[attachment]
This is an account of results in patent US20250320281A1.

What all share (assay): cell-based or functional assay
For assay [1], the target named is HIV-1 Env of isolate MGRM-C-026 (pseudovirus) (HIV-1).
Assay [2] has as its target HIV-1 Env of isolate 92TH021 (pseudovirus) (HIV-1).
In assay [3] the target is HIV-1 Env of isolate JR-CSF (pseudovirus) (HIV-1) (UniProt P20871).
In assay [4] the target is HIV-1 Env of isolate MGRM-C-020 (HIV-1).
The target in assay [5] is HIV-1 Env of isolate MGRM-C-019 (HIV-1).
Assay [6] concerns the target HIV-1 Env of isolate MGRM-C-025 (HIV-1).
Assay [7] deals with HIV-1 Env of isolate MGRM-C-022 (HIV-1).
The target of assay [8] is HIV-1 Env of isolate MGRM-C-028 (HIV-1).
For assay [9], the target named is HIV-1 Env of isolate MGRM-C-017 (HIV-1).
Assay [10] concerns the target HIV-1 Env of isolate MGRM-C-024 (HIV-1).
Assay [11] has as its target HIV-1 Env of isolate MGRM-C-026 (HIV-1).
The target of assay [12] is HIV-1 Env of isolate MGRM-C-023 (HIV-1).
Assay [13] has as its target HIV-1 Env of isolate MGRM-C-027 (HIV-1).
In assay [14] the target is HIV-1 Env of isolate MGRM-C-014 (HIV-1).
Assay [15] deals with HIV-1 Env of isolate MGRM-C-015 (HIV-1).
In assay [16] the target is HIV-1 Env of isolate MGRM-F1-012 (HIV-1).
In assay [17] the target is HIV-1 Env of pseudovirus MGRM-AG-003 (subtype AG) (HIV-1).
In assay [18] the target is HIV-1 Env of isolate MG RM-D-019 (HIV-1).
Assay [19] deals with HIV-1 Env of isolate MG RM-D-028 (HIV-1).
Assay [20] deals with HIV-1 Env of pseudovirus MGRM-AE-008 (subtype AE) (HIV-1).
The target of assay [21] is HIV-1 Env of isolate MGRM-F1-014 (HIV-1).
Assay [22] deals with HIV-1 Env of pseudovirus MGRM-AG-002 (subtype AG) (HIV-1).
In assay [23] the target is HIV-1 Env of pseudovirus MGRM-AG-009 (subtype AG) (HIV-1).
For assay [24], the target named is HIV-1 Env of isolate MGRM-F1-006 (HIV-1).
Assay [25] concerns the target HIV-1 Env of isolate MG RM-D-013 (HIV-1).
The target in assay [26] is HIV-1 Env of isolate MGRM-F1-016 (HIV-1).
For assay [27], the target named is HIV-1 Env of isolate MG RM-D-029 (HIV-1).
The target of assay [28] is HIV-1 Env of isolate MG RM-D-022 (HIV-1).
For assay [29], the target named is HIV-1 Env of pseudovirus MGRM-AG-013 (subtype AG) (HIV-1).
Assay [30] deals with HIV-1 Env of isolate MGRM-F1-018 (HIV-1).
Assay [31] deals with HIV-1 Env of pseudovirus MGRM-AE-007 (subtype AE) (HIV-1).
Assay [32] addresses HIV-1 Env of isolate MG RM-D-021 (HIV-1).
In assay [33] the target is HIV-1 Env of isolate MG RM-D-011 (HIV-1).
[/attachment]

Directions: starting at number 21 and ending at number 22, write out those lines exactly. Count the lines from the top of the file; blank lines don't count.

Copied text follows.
Assay [19] deals with HIV-1 Env of isolate MG RM-D-028 (HIV-1).
Assay [20] deals with HIV-1 Env of pseudovirus MGRM-AE-008 (subtype AE) (HIV-1).